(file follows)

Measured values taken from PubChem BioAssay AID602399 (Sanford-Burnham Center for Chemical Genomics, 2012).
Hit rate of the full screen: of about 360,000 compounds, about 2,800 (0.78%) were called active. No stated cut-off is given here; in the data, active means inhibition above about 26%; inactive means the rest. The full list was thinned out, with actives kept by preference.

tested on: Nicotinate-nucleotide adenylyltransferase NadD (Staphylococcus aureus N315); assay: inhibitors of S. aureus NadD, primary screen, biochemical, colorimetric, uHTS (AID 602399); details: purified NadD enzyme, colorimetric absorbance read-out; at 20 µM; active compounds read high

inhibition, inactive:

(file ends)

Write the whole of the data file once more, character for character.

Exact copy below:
Measured values taken from PubChem BioAssay AID602399 (Sanford-Burnham Center for Chemical Genomics, 2012).
Hit rate of the full screen: of about 360,000 compounds, about 2,800 (0.78%) were called active. No stated cut-off is given here; in the data, active means inhibition above about 26%; inactive means the rest. The full list was thinned out, with actives kept by preference.

tested on: Nicotinate-nucleotide adenylyltransferase NadD (Staphylococcus aureus N315); assay: inhibitors of S. aureus NadD, primary screen, biochemical, colorimetric, uHTS (AID 602399); details: purified NadD enzyme, colorimetric absorbance read-out; at 20 µM; active compounds read high

inhibition, inactive: